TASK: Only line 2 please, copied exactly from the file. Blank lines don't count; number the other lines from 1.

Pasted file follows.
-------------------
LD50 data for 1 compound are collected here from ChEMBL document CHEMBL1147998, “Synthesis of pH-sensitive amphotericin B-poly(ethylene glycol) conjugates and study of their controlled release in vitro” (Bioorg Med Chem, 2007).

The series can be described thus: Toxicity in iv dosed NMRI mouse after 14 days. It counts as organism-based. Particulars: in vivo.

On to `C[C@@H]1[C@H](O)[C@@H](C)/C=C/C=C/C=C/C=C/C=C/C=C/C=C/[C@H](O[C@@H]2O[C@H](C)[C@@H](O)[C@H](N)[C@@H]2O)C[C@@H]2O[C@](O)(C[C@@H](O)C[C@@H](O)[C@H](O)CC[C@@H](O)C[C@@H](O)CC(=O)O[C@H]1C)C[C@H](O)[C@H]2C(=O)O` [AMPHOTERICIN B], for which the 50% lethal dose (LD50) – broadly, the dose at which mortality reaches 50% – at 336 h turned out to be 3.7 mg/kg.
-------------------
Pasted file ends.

The series can be described thus: Toxicity in iv dosed NMRI mouse after 14 days. It counts as organism-based. Particulars: in vivo.